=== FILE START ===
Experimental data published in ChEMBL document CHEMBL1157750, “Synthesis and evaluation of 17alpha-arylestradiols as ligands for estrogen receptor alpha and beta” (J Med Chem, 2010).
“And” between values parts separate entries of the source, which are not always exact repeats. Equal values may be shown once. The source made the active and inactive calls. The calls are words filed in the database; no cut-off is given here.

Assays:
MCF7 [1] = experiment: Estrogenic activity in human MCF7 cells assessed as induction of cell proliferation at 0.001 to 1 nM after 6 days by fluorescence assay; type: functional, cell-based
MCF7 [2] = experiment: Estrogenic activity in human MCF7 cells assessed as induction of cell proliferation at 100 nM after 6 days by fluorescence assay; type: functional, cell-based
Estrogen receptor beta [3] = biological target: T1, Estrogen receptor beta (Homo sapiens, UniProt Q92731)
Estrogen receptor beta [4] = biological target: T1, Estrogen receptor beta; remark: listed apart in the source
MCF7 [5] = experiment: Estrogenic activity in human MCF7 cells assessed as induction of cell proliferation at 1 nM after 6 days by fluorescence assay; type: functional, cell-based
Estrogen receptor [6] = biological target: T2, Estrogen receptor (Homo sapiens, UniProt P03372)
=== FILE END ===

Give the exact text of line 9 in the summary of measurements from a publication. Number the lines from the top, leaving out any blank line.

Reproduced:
Estrogen receptor [6] = biological target: T2, Estrogen receptor (Homo sapiens, UniProt P03372)